Indirect talks between Hamas and Israel, scheduled to begin in Cairo on Monday, were postponed in the wake of Friday’s attacks in Egypt’s Sinai Peninsula, according to media reports. At least 33 Egyptian soldiers were killed and nearly 30 were injured in two separate attacks on military checkpoints in northern Sinai.
The announcement came just hours after Egypt’s President Abdel Fattah al-Sisi reportedly alleged that “foreign hands” were behind the attacks and a senior Egyptian military official accused “Palestinian elements” of being involved.
“All the big terrorist operations which have taken place in North Sinai in the last few years involved well-trained Palestinian elements, including the attack on the military helicopter at the beginning of this year,” Major General Sameeh Beshadi said, referring to an attack by the Sinai-based Ansar Bayt al-Maqdis, or ABM, which killed at least five Egyptian soldiers, according to a report by Asharq Al-Awsat, a London-based Arabic daily.
Egypt has, in the past, accused Hamas of aiding and abetting local militant groups in Sinai. However, Hamas reportedly denied being involved in Friday’s attacks, which are the deadliest since the ouster of Mohammed Morsi in 2013.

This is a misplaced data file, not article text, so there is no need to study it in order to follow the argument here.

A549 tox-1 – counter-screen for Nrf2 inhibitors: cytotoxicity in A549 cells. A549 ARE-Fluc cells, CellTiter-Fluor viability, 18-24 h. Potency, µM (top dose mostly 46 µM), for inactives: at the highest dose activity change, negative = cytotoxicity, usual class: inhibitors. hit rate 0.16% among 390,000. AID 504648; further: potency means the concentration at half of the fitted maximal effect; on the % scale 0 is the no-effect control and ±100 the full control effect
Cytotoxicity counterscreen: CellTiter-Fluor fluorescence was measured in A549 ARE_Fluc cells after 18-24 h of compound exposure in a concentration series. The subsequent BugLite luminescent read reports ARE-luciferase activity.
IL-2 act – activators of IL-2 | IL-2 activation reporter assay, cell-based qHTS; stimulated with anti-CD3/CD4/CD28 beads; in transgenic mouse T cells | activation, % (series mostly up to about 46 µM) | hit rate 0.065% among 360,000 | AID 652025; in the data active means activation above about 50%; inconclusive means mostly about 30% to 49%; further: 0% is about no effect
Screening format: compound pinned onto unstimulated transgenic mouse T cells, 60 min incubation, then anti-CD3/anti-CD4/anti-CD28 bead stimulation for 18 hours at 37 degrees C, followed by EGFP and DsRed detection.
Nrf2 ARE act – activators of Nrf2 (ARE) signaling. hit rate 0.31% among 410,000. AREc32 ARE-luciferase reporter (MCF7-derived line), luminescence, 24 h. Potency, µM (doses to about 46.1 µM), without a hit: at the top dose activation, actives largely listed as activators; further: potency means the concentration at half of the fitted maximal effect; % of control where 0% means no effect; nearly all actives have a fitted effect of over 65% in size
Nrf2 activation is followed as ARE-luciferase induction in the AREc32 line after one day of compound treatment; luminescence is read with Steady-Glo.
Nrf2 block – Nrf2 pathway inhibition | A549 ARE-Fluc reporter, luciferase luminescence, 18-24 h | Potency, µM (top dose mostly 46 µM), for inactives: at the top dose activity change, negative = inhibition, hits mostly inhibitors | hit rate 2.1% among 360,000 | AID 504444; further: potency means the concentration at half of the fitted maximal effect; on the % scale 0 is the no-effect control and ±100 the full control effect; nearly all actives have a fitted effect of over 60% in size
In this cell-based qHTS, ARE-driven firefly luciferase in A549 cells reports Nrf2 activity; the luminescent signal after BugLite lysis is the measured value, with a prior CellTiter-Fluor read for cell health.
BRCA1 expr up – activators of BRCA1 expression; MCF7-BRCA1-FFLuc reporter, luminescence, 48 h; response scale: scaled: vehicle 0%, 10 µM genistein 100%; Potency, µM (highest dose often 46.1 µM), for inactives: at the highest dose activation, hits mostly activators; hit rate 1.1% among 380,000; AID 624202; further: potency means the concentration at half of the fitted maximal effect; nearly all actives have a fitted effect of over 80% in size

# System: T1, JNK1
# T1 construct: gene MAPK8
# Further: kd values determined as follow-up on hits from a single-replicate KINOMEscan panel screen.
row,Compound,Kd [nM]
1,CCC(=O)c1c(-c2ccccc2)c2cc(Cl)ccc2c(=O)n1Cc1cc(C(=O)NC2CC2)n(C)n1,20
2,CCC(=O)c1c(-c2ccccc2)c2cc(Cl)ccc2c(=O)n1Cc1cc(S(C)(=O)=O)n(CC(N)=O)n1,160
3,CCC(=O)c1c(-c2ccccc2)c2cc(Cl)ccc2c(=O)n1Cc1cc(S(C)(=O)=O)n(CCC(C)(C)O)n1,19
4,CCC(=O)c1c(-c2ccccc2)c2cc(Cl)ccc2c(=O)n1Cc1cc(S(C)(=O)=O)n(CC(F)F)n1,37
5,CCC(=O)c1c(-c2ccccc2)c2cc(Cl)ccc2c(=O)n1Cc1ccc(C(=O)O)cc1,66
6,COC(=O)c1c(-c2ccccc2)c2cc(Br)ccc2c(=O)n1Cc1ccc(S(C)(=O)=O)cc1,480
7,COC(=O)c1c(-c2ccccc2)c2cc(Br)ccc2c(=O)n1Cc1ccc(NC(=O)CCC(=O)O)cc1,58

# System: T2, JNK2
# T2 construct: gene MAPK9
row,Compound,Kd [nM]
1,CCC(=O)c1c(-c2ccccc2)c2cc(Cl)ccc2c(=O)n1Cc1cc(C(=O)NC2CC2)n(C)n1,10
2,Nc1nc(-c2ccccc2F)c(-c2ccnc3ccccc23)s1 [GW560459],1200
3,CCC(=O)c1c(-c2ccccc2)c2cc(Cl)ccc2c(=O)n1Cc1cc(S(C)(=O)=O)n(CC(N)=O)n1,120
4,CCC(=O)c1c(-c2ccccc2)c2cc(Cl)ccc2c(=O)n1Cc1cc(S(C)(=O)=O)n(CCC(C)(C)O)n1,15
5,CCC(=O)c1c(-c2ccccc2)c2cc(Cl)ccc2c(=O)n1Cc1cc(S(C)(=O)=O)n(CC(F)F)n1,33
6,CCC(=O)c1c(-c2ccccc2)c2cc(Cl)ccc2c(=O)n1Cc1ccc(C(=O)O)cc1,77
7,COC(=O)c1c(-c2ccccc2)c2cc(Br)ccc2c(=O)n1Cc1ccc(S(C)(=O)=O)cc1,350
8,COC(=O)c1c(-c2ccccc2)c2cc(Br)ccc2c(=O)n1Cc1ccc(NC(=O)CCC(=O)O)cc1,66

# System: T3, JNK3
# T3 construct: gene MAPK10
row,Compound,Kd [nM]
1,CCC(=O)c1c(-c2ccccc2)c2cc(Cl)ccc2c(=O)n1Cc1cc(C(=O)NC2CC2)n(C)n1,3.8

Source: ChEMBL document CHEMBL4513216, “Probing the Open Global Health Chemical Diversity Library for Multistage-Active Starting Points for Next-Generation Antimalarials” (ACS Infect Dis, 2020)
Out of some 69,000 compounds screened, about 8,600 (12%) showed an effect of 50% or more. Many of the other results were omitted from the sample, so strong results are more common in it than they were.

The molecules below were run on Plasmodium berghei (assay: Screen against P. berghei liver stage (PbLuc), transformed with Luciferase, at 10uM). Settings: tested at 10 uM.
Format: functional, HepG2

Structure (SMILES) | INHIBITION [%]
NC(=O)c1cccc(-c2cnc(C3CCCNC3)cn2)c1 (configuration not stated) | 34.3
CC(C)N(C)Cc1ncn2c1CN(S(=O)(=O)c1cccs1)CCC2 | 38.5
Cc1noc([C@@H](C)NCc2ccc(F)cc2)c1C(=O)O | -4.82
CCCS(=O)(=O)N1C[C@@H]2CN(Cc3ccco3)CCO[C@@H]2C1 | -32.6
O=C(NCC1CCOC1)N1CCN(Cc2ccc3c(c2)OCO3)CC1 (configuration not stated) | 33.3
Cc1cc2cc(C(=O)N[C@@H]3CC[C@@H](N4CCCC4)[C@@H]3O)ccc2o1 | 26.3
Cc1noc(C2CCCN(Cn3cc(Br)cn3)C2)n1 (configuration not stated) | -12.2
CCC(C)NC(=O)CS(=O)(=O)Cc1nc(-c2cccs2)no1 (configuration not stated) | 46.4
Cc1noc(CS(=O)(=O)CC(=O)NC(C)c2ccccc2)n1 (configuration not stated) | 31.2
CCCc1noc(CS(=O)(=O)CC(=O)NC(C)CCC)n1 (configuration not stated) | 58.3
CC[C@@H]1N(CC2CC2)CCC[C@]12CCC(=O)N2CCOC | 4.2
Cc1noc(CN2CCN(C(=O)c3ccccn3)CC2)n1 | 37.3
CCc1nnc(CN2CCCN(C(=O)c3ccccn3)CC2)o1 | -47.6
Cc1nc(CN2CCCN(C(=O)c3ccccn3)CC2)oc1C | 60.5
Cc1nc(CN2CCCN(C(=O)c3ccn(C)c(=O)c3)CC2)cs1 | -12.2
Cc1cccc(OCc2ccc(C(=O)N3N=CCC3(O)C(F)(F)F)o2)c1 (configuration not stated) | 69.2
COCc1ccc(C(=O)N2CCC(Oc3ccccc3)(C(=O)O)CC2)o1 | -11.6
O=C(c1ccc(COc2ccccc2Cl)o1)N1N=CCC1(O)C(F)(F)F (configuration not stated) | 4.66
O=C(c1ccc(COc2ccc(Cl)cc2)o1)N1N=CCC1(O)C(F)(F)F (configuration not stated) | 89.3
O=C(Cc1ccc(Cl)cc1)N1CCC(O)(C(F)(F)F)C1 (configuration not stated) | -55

“We are against the shedding of a drop of Egyptian blood. We wish Egypt security and stability,” Fawzi Barhoum, a Hamas spokesperson in Gaza, told Reuters.
As of now, no group has claimed responsibility for the attacks, which reportedly bear the hallmarks of ABM.
Confirming the cancellation of the planned talks, Azam al-Ahmed, head of the Palestinian delegation to Cairo, told Haaretz that the negotiations would resume in the second half of November. Egyptian authorities have so far not announced a new date for the resumption of the talks, according to media reports.
The scheduled talks were to focus on preserving the ceasefire between Hamas and Israel in the Gaza Strip. In the recently-concluded 50-day long war, over 2,100 Palestinians and 71 Israelis were killed, and hundreds of thousands were displaced.